“Hunger finds no fault with the cooking”

Cooking and fire starting have a couple of things in common: in both cases preparation is the most time consuming (and essential) element and in both cases knowing how to do it is not the same as being able to do it.  Mastering either skill takes practice.

A couple of days ago I went into the jungle to cook breakfast and demonstrate a few tips and tricks for cooking in the jungle, in particular how to boil water in a leaf.  It was also an opportunity to practice my own fire starting techniques as it is the rainy season here and that makes fire starting even more challenging than usual.

Being able to boil water in a leaf was something I’d been curious about for some time.  Freelander (a regular contributor to this site) had sent me some photos of daun meliat – a pliable leaf used for boiling water in – but I haven’t, as yet, been able to find/identify it here.  Then, a couple of weeks ago, I was in Bera where Stem (an Orang Asli) showed me how to make a scoop from a palas palm leaf.   My first thought was “could this be used to boil water in?” and after a bit of experimentation I discovered that it can.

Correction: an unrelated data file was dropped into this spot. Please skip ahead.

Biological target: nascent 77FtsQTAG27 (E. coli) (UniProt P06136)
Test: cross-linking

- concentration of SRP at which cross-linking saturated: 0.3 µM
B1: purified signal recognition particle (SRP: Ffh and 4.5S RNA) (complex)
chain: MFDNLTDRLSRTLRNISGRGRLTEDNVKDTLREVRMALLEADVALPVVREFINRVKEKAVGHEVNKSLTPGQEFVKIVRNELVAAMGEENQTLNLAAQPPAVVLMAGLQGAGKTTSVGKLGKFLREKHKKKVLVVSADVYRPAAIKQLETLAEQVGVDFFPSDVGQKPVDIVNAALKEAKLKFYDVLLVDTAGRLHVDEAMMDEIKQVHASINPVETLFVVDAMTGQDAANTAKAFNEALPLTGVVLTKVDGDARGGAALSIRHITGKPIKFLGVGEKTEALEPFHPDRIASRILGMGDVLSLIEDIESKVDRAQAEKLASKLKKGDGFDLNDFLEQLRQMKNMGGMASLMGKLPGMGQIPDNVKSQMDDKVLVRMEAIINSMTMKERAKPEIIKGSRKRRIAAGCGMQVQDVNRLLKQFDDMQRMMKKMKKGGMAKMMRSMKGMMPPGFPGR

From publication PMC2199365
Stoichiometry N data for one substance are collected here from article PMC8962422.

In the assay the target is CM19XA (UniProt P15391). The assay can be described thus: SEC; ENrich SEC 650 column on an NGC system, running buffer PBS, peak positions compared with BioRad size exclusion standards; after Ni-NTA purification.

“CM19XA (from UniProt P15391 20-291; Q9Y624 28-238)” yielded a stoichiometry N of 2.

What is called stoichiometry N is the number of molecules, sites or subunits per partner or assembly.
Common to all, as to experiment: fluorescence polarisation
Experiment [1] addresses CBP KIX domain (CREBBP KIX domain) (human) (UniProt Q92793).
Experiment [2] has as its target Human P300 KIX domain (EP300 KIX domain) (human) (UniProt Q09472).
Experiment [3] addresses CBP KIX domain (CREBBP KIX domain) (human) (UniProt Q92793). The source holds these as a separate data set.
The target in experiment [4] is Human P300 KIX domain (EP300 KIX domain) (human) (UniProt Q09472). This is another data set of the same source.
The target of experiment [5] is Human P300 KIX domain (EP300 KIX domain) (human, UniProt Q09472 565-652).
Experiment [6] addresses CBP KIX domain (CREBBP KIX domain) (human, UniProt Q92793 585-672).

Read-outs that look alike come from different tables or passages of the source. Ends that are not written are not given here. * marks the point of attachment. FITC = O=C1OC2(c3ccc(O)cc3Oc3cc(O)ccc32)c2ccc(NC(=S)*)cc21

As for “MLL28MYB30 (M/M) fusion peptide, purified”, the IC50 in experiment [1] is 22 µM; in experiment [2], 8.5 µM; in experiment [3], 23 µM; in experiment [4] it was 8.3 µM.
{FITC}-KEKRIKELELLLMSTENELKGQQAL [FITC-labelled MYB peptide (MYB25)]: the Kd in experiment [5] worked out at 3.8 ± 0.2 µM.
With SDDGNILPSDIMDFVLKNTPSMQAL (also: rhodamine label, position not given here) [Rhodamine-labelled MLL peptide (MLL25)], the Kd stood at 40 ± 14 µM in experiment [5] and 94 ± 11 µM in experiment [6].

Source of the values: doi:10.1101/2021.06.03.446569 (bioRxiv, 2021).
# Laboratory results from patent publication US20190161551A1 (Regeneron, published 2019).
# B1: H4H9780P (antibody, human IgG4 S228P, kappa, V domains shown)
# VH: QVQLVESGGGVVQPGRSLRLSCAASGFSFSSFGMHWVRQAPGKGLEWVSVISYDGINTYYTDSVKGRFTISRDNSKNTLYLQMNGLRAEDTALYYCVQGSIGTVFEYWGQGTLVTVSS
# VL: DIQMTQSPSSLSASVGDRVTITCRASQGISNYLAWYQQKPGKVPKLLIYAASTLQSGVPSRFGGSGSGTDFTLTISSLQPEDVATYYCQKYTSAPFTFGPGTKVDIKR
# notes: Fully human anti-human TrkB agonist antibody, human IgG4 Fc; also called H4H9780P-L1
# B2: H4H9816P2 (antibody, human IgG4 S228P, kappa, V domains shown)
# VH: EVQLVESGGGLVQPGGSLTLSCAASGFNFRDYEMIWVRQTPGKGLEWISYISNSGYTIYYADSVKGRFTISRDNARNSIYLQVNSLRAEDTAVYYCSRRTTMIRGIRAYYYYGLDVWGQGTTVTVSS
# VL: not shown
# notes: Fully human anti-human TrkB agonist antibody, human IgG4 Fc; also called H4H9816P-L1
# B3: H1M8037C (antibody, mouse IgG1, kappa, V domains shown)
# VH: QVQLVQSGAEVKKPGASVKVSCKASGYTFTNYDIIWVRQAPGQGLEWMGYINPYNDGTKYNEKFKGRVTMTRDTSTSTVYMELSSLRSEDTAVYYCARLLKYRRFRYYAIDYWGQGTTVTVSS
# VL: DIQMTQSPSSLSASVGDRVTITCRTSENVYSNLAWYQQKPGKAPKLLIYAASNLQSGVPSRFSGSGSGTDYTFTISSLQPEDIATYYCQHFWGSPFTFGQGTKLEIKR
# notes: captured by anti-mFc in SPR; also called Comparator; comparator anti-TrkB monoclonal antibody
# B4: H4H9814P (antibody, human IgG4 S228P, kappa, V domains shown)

The (unopened) leaves of palas are traditionally used in the preparation of ketupat (a glutinous rice dish served during idul fitri) and, as such, I assumed there wouldn’t be any toxicity issues … and I haven’t suffered any ill effects from the water I’ve boiled in palas leaves.

But how useful is it to know how to do this little trick with a palas leaf?  Well, it all depends what sort of situation you find yourself in: if bamboo is close at hand then all manner of pots and cups can be quickly fashioned; but what if there isn’t any bamboo, your only water source looks a bit dodgy and you want to boil it first?

What I like about the leaf method is that it’s very quick to make the container and the palas palm is quite prevalent in the jungle, so it is relatively easy to find.  In the west the same sort of trick is done with containers fashioned from bark into which hot rocks are placed to boil and sterilize the water.

Knowing how to make bannock is another useful and simple skill to have.  The basic recipe is 1 cup of flour, 1 teaspoon of baking powder and a pinch of salt, but you can add in all sorts of other ingredients as well:  I usually add in 1 teaspoon of sugar, 1 teaspoon of milk powder and as many raisins as the mix will hold.

The jungle contains all sorts of useful leaves – some are enormous (terap/banana leaves) and make shelter building a breeze, some can protect you from the bugs (e.g. tobacco leaves to keep the leeches at bay), dry leaves are an important aid to fire-starting, some can be used as sandpaper, some will stop a wound from bleeding….the list goes on and on and I’ll try to cover at least some of their many other uses as we go along.